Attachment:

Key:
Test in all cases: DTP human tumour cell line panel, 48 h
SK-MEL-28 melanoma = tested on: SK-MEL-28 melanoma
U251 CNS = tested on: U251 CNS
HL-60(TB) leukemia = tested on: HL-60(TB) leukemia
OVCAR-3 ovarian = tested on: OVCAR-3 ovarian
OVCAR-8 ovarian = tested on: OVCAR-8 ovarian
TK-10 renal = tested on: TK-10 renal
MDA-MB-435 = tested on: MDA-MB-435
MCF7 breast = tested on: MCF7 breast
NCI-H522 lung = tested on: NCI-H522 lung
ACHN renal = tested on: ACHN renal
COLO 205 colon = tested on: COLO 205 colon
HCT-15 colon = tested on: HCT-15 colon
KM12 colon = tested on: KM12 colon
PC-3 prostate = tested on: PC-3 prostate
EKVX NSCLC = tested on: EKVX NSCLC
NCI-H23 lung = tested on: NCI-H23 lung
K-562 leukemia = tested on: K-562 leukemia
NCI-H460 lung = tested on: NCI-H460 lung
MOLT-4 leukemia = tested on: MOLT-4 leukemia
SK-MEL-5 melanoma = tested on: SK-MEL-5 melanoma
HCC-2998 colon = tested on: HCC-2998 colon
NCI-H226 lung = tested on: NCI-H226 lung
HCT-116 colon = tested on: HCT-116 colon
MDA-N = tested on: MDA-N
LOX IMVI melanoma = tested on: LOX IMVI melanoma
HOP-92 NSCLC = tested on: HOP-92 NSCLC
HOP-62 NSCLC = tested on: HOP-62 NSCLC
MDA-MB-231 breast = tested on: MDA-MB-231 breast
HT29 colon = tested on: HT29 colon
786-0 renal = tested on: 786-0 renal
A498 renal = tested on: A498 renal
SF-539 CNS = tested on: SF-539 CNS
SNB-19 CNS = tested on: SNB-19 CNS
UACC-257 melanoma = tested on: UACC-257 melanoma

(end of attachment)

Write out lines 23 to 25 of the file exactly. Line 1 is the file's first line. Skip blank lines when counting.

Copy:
HCC-2998 colon = tested on: HCC-2998 colon
NCI-H226 lung = tested on: NCI-H226 lung
HCT-116 colon = tested on: HCT-116 colon